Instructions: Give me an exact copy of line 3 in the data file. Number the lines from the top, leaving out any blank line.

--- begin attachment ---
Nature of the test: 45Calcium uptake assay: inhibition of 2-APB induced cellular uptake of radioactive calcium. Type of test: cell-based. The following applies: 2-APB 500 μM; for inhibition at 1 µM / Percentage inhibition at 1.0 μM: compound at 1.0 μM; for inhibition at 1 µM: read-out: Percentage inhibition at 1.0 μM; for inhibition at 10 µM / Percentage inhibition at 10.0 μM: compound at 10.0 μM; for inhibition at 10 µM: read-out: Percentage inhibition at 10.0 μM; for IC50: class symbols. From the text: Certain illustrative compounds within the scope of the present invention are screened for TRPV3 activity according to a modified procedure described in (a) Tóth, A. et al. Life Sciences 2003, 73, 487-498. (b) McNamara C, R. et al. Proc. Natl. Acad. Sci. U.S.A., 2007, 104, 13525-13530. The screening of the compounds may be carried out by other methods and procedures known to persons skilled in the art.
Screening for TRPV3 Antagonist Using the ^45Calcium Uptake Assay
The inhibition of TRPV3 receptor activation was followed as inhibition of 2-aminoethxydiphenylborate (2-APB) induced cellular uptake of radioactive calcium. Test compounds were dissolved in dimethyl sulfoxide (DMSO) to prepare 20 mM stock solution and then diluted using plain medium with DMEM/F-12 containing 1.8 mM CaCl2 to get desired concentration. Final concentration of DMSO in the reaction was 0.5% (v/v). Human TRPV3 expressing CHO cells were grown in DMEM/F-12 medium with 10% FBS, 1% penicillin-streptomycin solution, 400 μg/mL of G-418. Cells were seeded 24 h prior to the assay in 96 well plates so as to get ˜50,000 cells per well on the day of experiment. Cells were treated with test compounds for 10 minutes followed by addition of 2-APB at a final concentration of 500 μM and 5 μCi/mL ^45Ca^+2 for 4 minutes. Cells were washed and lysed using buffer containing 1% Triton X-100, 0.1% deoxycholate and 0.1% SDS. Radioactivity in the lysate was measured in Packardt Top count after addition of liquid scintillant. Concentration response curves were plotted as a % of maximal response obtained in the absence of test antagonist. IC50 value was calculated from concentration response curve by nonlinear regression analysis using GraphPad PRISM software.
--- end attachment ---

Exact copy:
The inhibition of TRPV3 receptor activation was followed as inhibition of 2-aminoethxydiphenylborate (2-APB) induced cellular uptake of radioactive calcium. Test compounds were dissolved in dimethyl sulfoxide (DMSO) to prepare 20 mM stock solution and then diluted using plain medium with DMEM/F-12 containing 1.8 mM CaCl2 to get desired concentration. Final concentration of DMSO in the reaction was 0.5% (v/v). Human TRPV3 expressing CHO cells were grown in DMEM/F-12 medium with 10% FBS, 1% penicillin-streptomycin solution, 400 μg/mL of G-418. Cells were seeded 24 h prior to the assay in 96 well plates so as to get ˜50,000 cells per well on the day of experiment. Cells were treated with test compounds for 10 minutes followed by addition of 2-APB at a final concentration of 500 μM and 5 μCi/mL ^45Ca^+2 for 4 minutes. Cells were washed and lysed using buffer containing 1% Triton X-100, 0.1% deoxycholate and 0.1% SDS. Radioactivity in the lysate was measured in Packardt Top count after addition of liquid scintillant. Concentration response curves were plotted as a % of maximal response obtained in the absence of test antagonist. IC50 value was calculated from concentration response curve by nonlinear regression analysis using GraphPad PRISM software.